Meanwhile, Tim Hortons will spend the coming year focusing on “fundamentals” to fix lagging performance in Canada, the company said on Monday.

Recently, a group representing Tim Hortons franchisees that settled lawsuits with the parent company last year, has regrouped and launched a recruiting drive under a new name. The Great White North Franchisee Association, which was formed in 2017 to represent restaurant owners’ concerns to management, is now called the Alliance of Canadian Franchisees. Tim Hortons has an advisory board made up of franchisees elected by other restaurant owners. It consults with the advisory board on business strategy and to hear franchisee concerns. At recent meetings with company executives, the new Alliance encouraged members to raise concerns that included low sales volume at some locations; glitches in the payment system; and frequent changes to the menu that complicated operations, slowed down service, and added to stores’ costs. One of those menu experiments was serving Beyond Meat imitation meat products in burgers and breakfast sandwiches. The burgers were offered for just three months, but the breakfast sandwiches stayed on the menu in B.C. and Ontario until late last month, when the company confirmed they would be phased out.

On Monday, RBI reported system-wide restaurant sales of US$8.9-billion in the fourth quarter and US$34-billion in 2019, representing full-year growth of 8.3 per cent, driven partly by 5.2-per-cent growth in the number of restaurants.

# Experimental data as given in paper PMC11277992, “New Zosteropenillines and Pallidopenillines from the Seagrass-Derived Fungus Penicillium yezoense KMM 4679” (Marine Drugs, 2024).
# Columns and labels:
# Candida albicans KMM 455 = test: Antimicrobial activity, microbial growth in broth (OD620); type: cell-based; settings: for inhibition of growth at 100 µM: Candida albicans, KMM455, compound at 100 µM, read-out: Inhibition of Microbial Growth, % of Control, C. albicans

Net income for the three months ended Dec. 31 was US$257-million or 55 US cents per share, compared to US$301-million or 65 US cents per share in the same period in 2018. Its 2019 net income was US$1.1-billion, roughly flat compared to the previous year.

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Hong Kong Budget 2020: HK$10000 cash handouts for all adult permanent residents among raft of relief measures – Hong Kong Free Press

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Hong Kong’s financial secretary has announced a HK$10,000 cash handout to all permanent residents over the age of 18 in a bid to boost local consumption and ease economic woes in light of a fiscal deficit.